Perspectives: Should Student Loan Debt Be Forgiven?

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  • Katlin Cundiff<br/>Associate Professor of Management

    Katlin Cundiff
    Associate Professor of Management

    The two cents I can add to the discussion come from north Europe – Finland and Estonia, to be specific. These two countries are known for their free higher education. However, there are only limited free places for the top students in each country. The rest need to pay tuition, just like in private universities around America. In Europe, student loans are governmentbacked with low interest rates. They are also easily available and not dependent on the economic background of the student or the parents. This merit-based system ensures every student in the country, no matter what socioeconomic circumstances they come from, have an equal chance to access higher education either by getting into free places in state universities or getting a student loan. This is the system I grew up in. Since it is merit-based and affordable to everyone, there have not been any discussions across Europe regarding forgiving student debts.
  • James Reynolds<br/>Head Wrestling Coach

    James Reynolds
    Head Wrestling Coach

    The question shouldn’t be, “Should student loan debt be forgiven?” but instead, “Should investors be getting rich on the backs of young students seeking an education?” That is what’s really happening. While I don’t believe all students deserve a subsidized education, student loan programs are predatory. Very savvy businessmen are counting on young naive students to overextend themselves on debt they are often not qualified to get based on a credit history, or lack thereof or, based on income. They would not issue a loan to students if they didn’t already know they were going to make money. Private loan companies don’t much care if that individual is going to be a productive member of society and use their education to be prosperous. They care about making money for the investors. They have lobbied for laws to make sure of it and they will be profitable whether a student defaults on their loans or pays them back for rest of their professional lives.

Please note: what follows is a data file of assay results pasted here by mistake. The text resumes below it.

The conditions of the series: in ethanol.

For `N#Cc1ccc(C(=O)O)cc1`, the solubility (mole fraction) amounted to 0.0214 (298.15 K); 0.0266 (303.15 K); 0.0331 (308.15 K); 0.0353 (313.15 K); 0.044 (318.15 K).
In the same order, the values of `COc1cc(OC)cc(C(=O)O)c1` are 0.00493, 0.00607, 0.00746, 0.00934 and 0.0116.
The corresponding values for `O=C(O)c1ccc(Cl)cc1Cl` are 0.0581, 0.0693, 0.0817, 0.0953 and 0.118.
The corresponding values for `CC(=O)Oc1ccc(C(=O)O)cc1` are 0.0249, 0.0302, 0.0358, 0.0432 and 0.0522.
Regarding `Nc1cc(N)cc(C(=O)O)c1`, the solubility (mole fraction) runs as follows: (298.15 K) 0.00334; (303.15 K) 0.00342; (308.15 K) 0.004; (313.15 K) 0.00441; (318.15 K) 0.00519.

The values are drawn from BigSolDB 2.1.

• Quincy Standage '21<br/>Political Science

    Quincy Standage '21
    Political Science

    College is a privilege. The higher education individuals experience at Drury is like no other and students often work multiple jobs and apply for numerous scholarships and grants to afford the opportunity. To offer loan forgiveness is to take away the weight of each individual’s decision to go to college. Loan forgiveness requires an enormous sum of money. Estimates for the cost of such a bailout is near $1.1 trillion. Where would this sum of money come from? The answer does not lie in taxation of the top 1 percent because historically, as taxes increase, more businesses move from the United States to offshore locations. It is also unfair and unrealistic to ask those who choose to not attend college to pay for the college tuition of others. It is the responsibility of the individual to repay the loans they chose to take out for higher education.
  • Ryan Bowling '05<br/>Associate Vice President/Digital Marketing Specialist,<br/>Guaranty Bank

    Ryan Bowling '05
    Associate Vice President/Digital Marketing Specialist,
    Guaranty Bank

    Student loan forgiveness sounds like a great idea in theory, but it’s not the solution to the ballooning college debt problem. According to the Federal Reserve, Americans owe about $1.6 trillion, with one in six adults paying on a federal student loan. Asking, or in more likelihood requiring, taxpayers to pay for the individual decisions of others is itself a sticky moral dilemma. A blanket loan forgiveness program would reward those who paid too much for their degrees, while a tax on the ultrarich program would quickly trickle down to the middle class, the very group the program was trying to help in the first place. When students aren’t obligated to repay what they borrow and colleges aren’t on the hook for the debt their students incur, what’s keeping the cost of higher education in check? Without competitive forces motivating institutions to provide a quality education, the whole system spirals wildly out of control.